State regulators Thursday ordered ride-booking firm Uber to stop operating self-driving vehicles on San Francisco city streets only hours after the service launched because the company failed to get a permit.
Uber this morning announced it would begin booking passengers using the company’s “UberX” service in self-driving Volvo XC90s, three months after it began a similar test in Pittsburgh, Pennsylvania. The vehicles are manned by a test driver, according to the company.
However, the company immediately ran afoul of state Department of Motor Vehicles officials, who said the company had failed to obtain an autonomous vehicle-testing permit as required by state law.
The permits are intended to ensure the operators take financial responsibility for any issues, use adequately trained test drivers and notify the DMV when collisions occur, according to the DMV. A total of 20 other companies have been approved to test a total of 130 self-driving vehicles in the state.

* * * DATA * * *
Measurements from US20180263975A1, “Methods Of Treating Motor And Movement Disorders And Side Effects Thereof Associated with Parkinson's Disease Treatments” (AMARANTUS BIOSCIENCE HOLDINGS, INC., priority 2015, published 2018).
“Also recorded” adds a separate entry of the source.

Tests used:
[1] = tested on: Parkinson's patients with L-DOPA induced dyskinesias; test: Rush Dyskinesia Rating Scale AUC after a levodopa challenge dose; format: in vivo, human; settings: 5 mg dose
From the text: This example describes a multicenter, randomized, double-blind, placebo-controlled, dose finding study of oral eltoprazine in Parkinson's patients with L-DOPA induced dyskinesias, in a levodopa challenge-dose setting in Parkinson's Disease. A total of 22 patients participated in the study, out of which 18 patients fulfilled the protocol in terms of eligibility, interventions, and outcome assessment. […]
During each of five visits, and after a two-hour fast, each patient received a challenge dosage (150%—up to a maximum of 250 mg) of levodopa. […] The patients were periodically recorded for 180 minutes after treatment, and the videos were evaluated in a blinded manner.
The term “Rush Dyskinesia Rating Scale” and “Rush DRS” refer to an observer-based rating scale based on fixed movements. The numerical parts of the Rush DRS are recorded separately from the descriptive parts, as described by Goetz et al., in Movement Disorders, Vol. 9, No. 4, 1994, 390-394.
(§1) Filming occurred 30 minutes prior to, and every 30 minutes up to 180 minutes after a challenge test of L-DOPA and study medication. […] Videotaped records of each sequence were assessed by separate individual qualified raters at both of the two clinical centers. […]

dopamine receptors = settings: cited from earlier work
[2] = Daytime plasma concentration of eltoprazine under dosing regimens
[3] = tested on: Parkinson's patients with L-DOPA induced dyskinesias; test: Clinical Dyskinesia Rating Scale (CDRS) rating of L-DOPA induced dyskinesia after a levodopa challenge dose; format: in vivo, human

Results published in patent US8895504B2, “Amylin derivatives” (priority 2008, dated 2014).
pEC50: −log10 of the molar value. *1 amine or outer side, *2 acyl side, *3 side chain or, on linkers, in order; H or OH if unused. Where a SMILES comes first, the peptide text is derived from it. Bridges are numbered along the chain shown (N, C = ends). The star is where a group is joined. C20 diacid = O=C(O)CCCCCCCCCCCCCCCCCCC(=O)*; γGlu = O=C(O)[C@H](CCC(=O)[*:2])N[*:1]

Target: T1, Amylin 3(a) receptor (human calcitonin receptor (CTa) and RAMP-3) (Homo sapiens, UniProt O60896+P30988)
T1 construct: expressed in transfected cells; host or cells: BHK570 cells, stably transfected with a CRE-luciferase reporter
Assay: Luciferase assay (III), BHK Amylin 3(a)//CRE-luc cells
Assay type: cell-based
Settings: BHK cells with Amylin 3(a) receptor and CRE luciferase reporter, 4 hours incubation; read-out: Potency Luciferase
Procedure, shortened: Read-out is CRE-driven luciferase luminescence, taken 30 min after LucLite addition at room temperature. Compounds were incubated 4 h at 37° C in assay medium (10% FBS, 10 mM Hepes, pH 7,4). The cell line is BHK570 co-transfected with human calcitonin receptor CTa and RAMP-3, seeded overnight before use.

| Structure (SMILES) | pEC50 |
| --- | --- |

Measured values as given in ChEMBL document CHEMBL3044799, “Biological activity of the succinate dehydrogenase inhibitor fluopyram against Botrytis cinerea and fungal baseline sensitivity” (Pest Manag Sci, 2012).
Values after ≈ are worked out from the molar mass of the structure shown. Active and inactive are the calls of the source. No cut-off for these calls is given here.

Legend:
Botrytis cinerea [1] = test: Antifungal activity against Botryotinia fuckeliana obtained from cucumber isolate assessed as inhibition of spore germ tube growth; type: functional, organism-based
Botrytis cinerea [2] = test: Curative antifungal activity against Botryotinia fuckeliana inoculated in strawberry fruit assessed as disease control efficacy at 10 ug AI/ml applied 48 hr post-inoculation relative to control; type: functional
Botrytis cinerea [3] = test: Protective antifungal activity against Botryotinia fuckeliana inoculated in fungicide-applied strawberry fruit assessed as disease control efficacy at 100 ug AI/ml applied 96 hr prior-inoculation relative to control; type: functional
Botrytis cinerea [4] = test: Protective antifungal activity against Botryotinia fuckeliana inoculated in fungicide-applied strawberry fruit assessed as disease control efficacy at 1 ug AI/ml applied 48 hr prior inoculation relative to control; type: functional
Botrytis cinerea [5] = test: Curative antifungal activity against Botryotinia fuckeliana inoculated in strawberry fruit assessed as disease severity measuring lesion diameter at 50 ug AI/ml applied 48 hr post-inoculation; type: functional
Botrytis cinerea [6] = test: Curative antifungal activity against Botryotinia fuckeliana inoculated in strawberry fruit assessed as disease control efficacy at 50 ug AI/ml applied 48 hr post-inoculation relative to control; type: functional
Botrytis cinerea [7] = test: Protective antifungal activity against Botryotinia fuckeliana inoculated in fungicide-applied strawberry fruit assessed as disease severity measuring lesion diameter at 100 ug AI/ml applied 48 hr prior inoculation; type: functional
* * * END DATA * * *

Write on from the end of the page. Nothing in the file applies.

DMV attorneys issued a letter this afternoon demanding Uber immediately cease operating its self-driving vehicles until it obtains the necessary permit and threatening legal action if Uber fails to comply:
“The DMV fully supports the advancement of autonomous technologies. … This technology holds the promise of true safety benefits on our roadways, but must be tested responsibly.”
Uber officials did not respond to a request for comment this afternoon on the DMV letter, but appeared to anticipate the issue in a statement issued Thursday morning, noting that they understood that there was a “debate” over whether they needed a testing permit:
“We have looked at the issue carefully and we don’t believe we do.”
The company argued that it has operated a similar pilot successfully in Pittsburgh for several months:
“Second, the rules apply to cars that can drive without someone controlling or monitoring them. … For us, its still early days and our cars are not yet ready to drive without a person monitoring them.”
The self-driving cars were already generating some controversy in their first day of operation in San Francisco even before the DMV stepped in.
A video posted on Youtube by user Charles Rotter, taken from the dashboard camera of a Luxor Taxi, allegedly shows one of the vehicles running a red light, while Twitter user Annie Gaus tweeted that she had just seen a similar incident on Van Ness while riding in a Lyft vehicle.